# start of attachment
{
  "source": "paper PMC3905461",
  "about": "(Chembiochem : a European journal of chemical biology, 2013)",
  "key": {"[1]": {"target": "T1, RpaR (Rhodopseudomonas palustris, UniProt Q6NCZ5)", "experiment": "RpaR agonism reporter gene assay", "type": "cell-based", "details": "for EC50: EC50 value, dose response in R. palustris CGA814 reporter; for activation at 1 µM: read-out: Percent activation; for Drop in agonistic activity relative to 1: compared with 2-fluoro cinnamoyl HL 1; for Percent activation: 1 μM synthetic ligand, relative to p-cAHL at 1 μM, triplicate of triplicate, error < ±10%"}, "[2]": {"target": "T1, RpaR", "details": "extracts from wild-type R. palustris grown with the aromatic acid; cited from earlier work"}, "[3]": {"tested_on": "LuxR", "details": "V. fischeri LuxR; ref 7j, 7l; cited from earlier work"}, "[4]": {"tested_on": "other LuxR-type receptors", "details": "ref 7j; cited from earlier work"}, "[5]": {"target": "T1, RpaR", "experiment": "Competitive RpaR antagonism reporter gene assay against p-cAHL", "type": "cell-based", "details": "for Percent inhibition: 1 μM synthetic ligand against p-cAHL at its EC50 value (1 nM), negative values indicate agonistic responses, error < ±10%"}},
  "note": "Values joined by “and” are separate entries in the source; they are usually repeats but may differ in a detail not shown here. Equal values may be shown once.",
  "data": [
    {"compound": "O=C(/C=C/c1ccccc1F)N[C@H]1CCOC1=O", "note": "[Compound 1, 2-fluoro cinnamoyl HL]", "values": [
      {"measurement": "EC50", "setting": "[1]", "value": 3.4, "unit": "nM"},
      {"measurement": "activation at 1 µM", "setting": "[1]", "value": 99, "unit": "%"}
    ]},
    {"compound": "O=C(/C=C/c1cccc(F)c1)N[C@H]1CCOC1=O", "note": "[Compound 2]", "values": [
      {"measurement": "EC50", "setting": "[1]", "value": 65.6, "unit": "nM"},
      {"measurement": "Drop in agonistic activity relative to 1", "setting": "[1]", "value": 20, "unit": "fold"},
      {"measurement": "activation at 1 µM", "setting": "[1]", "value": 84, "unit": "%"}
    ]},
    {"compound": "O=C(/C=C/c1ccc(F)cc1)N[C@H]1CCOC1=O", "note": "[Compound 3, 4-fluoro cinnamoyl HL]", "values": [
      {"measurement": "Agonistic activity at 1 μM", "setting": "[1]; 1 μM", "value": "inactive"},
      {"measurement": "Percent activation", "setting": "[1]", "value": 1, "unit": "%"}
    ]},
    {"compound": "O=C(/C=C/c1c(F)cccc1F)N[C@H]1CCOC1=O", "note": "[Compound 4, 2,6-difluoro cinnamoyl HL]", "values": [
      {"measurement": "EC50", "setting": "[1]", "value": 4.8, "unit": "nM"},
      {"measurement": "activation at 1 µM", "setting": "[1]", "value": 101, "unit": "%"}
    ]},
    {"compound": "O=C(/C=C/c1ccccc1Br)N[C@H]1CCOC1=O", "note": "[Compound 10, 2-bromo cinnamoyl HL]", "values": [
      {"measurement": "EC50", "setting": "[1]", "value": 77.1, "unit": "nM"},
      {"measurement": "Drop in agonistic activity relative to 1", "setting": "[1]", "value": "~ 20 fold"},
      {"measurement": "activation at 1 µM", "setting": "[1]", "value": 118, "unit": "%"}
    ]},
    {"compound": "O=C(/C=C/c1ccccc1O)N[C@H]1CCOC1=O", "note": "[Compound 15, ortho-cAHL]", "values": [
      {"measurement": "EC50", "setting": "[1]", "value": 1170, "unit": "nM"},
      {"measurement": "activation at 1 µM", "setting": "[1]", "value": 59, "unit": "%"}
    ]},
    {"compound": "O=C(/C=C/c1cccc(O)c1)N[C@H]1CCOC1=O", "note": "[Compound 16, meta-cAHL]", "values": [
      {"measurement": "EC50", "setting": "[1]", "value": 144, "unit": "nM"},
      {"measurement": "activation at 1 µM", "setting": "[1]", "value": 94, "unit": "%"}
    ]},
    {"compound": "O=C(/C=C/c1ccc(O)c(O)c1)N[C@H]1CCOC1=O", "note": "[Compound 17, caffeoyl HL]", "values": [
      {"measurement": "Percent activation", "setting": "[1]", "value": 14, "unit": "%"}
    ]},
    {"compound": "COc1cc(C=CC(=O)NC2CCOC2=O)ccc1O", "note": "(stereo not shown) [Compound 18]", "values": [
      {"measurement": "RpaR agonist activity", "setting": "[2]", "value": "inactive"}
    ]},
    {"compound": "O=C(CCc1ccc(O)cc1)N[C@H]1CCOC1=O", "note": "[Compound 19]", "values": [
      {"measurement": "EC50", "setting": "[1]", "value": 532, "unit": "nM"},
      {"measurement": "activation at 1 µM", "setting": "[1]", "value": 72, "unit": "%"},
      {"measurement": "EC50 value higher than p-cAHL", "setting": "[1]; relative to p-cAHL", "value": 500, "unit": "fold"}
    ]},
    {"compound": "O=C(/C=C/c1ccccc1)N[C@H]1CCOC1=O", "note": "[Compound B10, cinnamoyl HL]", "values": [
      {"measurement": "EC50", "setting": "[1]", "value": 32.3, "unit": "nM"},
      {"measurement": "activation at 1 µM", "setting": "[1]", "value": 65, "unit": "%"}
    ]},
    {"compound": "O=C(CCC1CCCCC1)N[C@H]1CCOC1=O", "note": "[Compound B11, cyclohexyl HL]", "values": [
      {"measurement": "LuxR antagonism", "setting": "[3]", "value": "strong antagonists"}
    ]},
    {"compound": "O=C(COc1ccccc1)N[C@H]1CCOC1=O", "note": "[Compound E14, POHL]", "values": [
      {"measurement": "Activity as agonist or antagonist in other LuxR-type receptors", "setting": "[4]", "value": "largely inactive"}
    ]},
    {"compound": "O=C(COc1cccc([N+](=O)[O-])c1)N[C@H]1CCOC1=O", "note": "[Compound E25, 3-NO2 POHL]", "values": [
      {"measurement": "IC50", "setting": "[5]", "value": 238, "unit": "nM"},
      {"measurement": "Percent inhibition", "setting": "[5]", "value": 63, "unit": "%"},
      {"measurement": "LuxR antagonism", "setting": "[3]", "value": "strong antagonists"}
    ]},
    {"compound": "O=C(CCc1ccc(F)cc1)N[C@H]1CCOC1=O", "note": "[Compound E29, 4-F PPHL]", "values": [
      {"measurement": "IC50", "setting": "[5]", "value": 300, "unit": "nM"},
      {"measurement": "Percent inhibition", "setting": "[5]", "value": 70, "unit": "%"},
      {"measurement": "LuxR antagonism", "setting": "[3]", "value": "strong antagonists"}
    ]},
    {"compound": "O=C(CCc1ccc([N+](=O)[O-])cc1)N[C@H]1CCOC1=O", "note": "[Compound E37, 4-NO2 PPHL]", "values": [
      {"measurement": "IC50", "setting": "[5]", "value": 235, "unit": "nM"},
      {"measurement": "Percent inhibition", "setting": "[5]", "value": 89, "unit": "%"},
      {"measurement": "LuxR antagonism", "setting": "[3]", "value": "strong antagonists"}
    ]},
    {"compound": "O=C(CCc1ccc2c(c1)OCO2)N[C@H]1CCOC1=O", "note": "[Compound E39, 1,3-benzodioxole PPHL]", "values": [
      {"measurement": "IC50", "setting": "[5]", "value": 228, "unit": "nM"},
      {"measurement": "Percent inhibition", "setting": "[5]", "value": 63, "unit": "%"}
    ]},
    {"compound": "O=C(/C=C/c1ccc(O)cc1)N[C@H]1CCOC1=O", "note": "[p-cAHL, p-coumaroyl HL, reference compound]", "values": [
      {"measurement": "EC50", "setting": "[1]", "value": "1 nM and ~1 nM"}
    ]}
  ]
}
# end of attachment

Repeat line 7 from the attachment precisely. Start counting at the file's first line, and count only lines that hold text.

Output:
    {"compound": "O=C(/C=C/c1ccccc1F)N[C@H]1CCOC1=O", "note": "[Compound 1, 2-fluoro cinnamoyl HL]", "values": [